Is it fair? What constitutes a socially accountable response to the health care crisis in Nepal?

Date: Thursday, November 7, 2013

Time: 1:00 pm – 2:00 pm

Place: Department of Family Practice Boardroom, 3rd Floor David Strangway Building
5950 University Blvd, Vancouver BC V6T 1Z3

Dr. Katrina Butterworth is a family physician at Patan Hospital in Kathmandu, Nepal. She has lived and practiced in Nepal for 17 years, and is currently among the leadership for the development of curricula in family practice, professionalism, and distributed training in rural Nepal. Her novel Red Dawn Rising is a graphic description of the experience of rural families during the recent civil war. She has published in the area of retention of general practitioners in rural Nepal. She is a key member of faculty in a new medical school, established in 2008 and focused on attracting, training, and deploying health care workers in service to rural and lower caste citizens of Nepal.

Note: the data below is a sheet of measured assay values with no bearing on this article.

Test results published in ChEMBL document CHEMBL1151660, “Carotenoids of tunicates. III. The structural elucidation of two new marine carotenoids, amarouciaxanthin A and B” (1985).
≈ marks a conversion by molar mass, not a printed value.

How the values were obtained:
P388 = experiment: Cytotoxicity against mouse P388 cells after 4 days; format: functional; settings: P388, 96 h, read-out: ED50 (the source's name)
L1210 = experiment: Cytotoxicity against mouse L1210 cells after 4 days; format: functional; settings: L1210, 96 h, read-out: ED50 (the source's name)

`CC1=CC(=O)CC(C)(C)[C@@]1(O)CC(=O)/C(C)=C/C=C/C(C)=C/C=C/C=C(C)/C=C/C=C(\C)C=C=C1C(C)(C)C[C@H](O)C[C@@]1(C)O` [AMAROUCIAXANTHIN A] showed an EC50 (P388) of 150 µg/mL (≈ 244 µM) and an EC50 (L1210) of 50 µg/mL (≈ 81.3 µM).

There are now 19 medical schools in Nepal, producing more than 1000 medical graduates per year. Recent studies have shown that many of these doctors try to leave Nepal immediately after graduation, the most popular destinations being the USA, Canada and Australia. Dr. Butterworth will talk about the root causes of these health human resource challenges, focusing specifically on the results of data gathered from Nepal – one of the poorest countries in the world, ranking 157th in the UNDP Human Development Index.

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